Screenplay by Nick Hornby; book by Cheryl Strayed
By Jess Walter
This “Wild” is a beautiful thing: haunting, honest, profound.
And it gave me an idea: I should write a book in which I propose there are two ways to adapt a book into a film.
The first I’ll call the Bob Seger (“What to leave in; what to leave out” — “Against the Wind”), where a team of writers cuts a lot, adds a little, combines some characters, changes the “slightly doughty housewife” to “a sexy ex-spy,” and answers endless rounds of notes (“What if she’s still a spy?”).
The second I’ll call the Bob Dylan (“Behind every beautiful thing, there’s been some kind of pain.” — “Not Dark Yet”). In the workshops I’ll teach ($4,000 per person, no refunds) I will admit I don’t have a clue how to do the Dylan, except to convey the actual pain (or joy) behind the beautiful thing.
Thankfully, I will have an example of the Dylan Method to show: “Wild.”
“Wild” features most of the elements those endless notes are supposed to weed out — solitude, regret, obsession, subtlety, memory. Time swirls and loops, and emotion is expressed in monologue, in voiceover, in the quiet contemplation of nature. “Finish the sentence,” Cheryl tells her ex-husband, launching the story. “Why do I have to walk a thousand miles?”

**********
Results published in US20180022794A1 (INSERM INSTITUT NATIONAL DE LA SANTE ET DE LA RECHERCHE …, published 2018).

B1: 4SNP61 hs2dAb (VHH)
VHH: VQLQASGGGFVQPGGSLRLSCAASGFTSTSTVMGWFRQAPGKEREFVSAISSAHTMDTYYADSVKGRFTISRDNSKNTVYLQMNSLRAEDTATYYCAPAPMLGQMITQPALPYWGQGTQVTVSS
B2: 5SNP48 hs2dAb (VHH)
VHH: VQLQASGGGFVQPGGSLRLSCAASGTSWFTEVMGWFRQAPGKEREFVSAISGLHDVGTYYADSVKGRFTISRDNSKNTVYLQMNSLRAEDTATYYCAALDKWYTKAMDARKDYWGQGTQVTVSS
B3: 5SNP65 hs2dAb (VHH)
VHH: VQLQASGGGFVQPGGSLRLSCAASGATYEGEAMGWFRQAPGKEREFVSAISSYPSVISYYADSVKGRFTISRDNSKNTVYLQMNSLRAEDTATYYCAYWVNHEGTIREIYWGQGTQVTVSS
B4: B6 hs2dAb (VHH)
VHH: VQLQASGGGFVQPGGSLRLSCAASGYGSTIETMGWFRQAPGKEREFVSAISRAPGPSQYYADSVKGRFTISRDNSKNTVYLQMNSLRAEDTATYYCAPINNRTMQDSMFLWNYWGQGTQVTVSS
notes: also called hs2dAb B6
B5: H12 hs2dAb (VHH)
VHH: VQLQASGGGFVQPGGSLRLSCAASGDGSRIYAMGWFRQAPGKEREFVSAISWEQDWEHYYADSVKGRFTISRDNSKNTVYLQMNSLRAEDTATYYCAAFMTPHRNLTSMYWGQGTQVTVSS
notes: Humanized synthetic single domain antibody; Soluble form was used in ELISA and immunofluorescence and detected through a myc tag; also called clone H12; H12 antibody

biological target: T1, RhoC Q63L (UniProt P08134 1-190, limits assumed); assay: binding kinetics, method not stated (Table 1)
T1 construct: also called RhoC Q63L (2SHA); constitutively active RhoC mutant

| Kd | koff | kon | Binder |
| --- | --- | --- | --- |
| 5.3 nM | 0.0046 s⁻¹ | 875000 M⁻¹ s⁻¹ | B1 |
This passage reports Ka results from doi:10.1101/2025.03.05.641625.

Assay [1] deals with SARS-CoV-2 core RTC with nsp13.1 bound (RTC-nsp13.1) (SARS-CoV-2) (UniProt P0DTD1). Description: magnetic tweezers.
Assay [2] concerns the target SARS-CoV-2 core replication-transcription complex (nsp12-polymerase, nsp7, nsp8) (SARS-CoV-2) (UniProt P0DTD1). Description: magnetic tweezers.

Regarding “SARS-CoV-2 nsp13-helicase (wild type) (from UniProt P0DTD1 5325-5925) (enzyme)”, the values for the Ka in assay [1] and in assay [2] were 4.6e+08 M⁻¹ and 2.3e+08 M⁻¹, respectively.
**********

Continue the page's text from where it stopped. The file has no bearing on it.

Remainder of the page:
That’s the kind of suspense that drives real life, and which comes to us in this film through moments of unexpected kindness, revelations of sorrow, songs that stick in our heads, and ultimately, an earned grace.
We use the word “faithful” to describe a proper adaptation. Faith isn’t a thing to screw around with. People loved the book because they connected with Cheryl Strayed’s journey, with her self-destruction and salvation. This script and film take that journey along a new, vital and lovely path.
“You can put yourself in the way of beauty,” Cheryl’s mother says to her in the film. Which brings me back to my first thought: This “Wild” is a beautiful thing.
Jess Walter is the author of eight books, most recently, the New York Times No. 1 bestseller, “Beautiful Ruins,” and the story collection “We Live in Water.”